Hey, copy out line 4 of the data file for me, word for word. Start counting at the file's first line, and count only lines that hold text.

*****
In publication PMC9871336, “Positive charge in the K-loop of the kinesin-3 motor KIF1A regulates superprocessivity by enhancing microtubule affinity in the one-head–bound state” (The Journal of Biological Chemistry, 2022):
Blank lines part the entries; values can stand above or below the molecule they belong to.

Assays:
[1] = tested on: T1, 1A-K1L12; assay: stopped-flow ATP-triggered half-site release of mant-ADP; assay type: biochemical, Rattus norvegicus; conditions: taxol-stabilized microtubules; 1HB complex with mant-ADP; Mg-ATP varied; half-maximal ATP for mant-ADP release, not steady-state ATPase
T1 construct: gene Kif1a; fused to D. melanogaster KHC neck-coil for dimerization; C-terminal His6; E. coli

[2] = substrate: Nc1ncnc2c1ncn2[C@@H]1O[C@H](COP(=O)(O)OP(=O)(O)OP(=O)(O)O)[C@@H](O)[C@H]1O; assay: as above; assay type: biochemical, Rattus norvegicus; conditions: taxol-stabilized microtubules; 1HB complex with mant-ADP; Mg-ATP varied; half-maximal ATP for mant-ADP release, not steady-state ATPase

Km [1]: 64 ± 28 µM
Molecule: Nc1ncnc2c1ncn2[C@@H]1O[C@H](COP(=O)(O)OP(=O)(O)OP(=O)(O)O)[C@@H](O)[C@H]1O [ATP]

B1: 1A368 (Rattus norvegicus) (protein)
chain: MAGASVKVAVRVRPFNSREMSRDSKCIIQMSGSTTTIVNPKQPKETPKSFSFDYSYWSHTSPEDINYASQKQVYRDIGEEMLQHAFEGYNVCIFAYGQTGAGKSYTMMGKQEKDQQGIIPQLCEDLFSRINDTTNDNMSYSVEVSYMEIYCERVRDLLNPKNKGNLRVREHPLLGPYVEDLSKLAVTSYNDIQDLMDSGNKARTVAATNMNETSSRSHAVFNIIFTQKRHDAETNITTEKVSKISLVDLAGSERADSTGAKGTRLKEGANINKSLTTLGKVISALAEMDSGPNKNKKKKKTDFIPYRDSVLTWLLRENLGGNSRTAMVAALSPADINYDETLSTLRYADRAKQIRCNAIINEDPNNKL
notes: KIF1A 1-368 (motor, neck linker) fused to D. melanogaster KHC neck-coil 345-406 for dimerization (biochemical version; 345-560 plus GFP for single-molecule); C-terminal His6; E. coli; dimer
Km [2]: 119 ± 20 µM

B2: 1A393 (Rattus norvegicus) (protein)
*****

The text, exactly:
[1] = tested on: T1, 1A-K1L12; assay: stopped-flow ATP-triggered half-site release of mant-ADP; assay type: biochemical, Rattus norvegicus; conditions: taxol-stabilized microtubules; 1HB complex with mant-ADP; Mg-ATP varied; half-maximal ATP for mant-ADP release, not steady-state ATPase